Q: Ever since our department was transferred to a different area of the company, morale has been going downhill rapidly. The main reason for this decline is that we have begun reporting to a new vice president. "Greg" is an aggressive executive who seems to have a "my way or the highway" attitude.
In addition to being very tough on employees, Greg ignores all suggestions made by the managers who supervise them. As members of the management team, we would like to convince Greg that we are really on his side. We just want him to go a little easier on the troops. Any ideas?
A: After a reorganization, people often make the mistake of firmly maintaining that past practices should be continued. But even if this advice is well-intentioned, management can easily view it as resistance to change. Therefore, if you wish to show Greg that you are "on his side," you need to stop suggesting and start listening.
Instead of pointing out Greg's missteps, ask what he hopes to accomplish with your group. Once you understand his goals, you may be able to show how your proposals could help to achieve them. You should also find out why upper management decided to relocate your department, since their expectations will undoubtedly influence Greg's decisions.
When presenting suggestions, choose your words wisely. For example, if you say "go easier on the troops," Greg may hear "accept mediocre performance." But if you propose a structured process for helping employees adapt to new standards, he may view that as helpful. In short, if Greg believes that you are open to his ideas, he may be more willing to consider yours.
Reason for exclusion might make sense
Q: Several months ago, our entire human resources management team was fired. I was promoted to fill one of the manager positions, then a director and two other managers were brought in from the outside. These three people are all minorities, and I am a white male.
From the beginning, my new boss has left me out of important discussions. Today, for example, he scheduled a meeting with the other two managers, but I was not invited. When I asked if I could attend, he said the topic didn't involve me. He also seems to view my projects as insignificant and has made them a lower priority.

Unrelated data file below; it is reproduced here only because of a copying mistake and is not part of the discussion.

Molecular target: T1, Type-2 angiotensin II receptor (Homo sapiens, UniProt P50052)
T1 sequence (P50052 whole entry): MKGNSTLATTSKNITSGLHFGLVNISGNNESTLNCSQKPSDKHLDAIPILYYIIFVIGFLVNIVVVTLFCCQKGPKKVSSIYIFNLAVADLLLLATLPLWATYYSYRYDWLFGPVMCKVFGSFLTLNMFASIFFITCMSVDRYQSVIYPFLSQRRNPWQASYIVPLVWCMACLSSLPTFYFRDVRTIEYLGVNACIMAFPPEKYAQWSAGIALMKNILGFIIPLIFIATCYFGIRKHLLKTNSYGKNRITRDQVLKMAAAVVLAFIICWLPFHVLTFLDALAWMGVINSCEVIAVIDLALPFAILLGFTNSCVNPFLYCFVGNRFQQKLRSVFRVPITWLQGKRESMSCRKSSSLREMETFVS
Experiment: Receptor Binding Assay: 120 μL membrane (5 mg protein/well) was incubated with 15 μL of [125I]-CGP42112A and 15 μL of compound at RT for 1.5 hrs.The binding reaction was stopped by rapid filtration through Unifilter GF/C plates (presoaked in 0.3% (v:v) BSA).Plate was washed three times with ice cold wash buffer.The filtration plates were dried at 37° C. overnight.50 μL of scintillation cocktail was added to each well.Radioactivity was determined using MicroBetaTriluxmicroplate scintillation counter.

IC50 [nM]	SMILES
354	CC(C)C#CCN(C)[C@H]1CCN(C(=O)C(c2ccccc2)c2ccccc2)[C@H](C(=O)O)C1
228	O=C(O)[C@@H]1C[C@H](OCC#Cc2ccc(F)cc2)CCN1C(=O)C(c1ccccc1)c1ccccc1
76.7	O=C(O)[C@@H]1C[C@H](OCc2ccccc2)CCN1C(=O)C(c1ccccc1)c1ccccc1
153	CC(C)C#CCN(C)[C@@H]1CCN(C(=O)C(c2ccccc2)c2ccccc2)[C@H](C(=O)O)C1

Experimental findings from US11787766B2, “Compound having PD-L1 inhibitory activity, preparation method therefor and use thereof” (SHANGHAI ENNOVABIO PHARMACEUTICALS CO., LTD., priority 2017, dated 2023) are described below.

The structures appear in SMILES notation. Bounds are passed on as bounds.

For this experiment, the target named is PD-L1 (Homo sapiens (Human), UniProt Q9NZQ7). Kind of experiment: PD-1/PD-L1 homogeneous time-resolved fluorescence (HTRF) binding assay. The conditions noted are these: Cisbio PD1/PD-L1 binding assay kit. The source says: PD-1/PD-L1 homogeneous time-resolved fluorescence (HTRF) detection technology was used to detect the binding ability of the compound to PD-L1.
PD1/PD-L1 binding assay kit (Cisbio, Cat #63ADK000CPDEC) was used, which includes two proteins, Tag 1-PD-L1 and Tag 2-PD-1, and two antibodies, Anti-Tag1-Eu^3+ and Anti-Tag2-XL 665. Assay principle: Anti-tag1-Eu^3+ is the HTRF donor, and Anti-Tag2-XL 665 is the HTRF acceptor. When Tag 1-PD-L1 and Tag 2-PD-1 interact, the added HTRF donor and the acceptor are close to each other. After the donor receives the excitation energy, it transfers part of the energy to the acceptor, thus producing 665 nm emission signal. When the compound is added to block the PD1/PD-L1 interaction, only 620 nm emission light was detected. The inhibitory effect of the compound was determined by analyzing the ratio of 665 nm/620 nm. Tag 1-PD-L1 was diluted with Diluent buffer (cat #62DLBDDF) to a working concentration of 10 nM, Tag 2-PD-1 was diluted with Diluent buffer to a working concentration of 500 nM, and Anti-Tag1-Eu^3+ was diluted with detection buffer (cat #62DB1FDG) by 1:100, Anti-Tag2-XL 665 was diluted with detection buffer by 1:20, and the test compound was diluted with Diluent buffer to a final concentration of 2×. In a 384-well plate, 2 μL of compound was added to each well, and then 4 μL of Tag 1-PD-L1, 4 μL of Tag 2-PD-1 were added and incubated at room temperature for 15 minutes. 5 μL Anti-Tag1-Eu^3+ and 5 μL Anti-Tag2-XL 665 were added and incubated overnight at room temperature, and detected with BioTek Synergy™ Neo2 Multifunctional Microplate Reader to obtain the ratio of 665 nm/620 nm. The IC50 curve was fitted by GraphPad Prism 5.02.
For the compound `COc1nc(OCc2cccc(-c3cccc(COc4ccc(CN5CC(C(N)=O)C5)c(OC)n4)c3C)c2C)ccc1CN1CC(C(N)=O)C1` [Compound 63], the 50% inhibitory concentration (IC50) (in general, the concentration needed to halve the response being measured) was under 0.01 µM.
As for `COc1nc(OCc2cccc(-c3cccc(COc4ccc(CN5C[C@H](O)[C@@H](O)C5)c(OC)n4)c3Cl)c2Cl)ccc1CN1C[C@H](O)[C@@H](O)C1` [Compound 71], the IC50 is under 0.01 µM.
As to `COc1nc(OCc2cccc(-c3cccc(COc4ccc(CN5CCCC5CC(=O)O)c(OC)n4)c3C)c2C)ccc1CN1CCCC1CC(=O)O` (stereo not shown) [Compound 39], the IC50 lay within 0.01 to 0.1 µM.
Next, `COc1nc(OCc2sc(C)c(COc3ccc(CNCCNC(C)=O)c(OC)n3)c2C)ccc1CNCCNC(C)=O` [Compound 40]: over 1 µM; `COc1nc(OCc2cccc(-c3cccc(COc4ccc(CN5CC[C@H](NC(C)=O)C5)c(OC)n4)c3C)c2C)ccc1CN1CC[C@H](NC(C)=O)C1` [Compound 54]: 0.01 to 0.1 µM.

After 16 years with this company, I can't understand why I'm being treated this way. What do you think is happening here?
A: By highlighting the group's racial composition, you appear to be offering this as the reason for your exclusion. While that might be an easy explanation, you should avoid jumping to this conclusion until you've considered other possibilities.
Dismissing an entire leadership team is a radical move, so top management clearly has serious concerns about the HR department. Your new director has undoubtedly been given a strong directive for change and is under pressure to produce results. Therefore, his attention is likely to be focused on specific, critical goals.
Under these circumstances, you may have been marginalized because, at the moment, your function is considered less essential. Another possibility is that, as a member of the "old guard," you are viewed as less open to new approaches. But of course this is all speculation.
To obtain a more informed opinion, consider locating a trustworthy mentor by tapping into your internal network. Since you were promoted after the mass firing, you obviously have supporters in management, so you should be able to find someone who can give you the real scoop.
If you ultimately conclude that you are experiencing discrimination, then you will have legal options to consider. That would be a drastic step, so you don't want to go there too quickly.